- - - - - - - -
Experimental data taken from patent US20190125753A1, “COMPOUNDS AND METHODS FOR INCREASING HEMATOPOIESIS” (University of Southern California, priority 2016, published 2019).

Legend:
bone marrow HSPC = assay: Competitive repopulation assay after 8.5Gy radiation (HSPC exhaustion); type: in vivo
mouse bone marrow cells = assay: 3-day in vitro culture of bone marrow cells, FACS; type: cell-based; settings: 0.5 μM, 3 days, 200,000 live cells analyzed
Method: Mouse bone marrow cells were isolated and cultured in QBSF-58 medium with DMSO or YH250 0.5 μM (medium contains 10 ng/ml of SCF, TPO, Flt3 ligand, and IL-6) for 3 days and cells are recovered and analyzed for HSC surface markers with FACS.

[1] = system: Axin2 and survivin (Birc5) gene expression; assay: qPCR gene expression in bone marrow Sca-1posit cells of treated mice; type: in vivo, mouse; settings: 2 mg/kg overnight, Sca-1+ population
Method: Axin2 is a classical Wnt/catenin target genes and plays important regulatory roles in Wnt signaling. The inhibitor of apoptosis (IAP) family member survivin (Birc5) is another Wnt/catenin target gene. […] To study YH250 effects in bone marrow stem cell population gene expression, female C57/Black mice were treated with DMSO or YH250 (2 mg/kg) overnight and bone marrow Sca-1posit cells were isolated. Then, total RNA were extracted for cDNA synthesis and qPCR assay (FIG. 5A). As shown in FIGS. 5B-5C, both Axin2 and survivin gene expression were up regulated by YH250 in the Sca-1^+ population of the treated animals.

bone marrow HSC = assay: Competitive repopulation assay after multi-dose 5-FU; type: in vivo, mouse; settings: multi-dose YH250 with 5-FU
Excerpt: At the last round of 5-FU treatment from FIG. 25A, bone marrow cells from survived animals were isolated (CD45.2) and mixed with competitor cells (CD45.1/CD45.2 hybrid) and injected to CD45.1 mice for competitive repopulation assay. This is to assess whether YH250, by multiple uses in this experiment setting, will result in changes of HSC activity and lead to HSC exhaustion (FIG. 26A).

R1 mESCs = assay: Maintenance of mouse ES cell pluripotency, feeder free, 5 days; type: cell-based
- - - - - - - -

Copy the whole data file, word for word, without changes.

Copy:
Experimental data taken from patent US20190125753A1, “COMPOUNDS AND METHODS FOR INCREASING HEMATOPOIESIS” (University of Southern California, priority 2016, published 2019).

Legend:
bone marrow HSPC = assay: Competitive repopulation assay after 8.5Gy radiation (HSPC exhaustion); type: in vivo
mouse bone marrow cells = assay: 3-day in vitro culture of bone marrow cells, FACS; type: cell-based; settings: 0.5 μM, 3 days, 200,000 live cells analyzed
Method: Mouse bone marrow cells were isolated and cultured in QBSF-58 medium with DMSO or YH250 0.5 μM (medium contains 10 ng/ml of SCF, TPO, Flt3 ligand, and IL-6) for 3 days and cells are recovered and analyzed for HSC surface markers with FACS.

[1] = system: Axin2 and survivin (Birc5) gene expression; assay: qPCR gene expression in bone marrow Sca-1posit cells of treated mice; type: in vivo, mouse; settings: 2 mg/kg overnight, Sca-1+ population
Method: Axin2 is a classical Wnt/catenin target genes and plays important regulatory roles in Wnt signaling. The inhibitor of apoptosis (IAP) family member survivin (Birc5) is another Wnt/catenin target gene. […] To study YH250 effects in bone marrow stem cell population gene expression, female C57/Black mice were treated with DMSO or YH250 (2 mg/kg) overnight and bone marrow Sca-1posit cells were isolated. Then, total RNA were extracted for cDNA synthesis and qPCR assay (FIG. 5A). As shown in FIGS. 5B-5C, both Axin2 and survivin gene expression were up regulated by YH250 in the Sca-1^+ population of the treated animals.

bone marrow HSC = assay: Competitive repopulation assay after multi-dose 5-FU; type: in vivo, mouse; settings: multi-dose YH250 with 5-FU
Excerpt: At the last round of 5-FU treatment from FIG. 25A, bone marrow cells from survived animals were isolated (CD45.2) and mixed with competitor cells (CD45.1/CD45.2 hybrid) and injected to CD45.1 mice for competitive repopulation assay. This is to assess whether YH250, by multiple uses in this experiment setting, will result in changes of HSC activity and lead to HSC exhaustion (FIG. 26A).

R1 mESCs = assay: Maintenance of mouse ES cell pluripotency, feeder free, 5 days; type: cell-based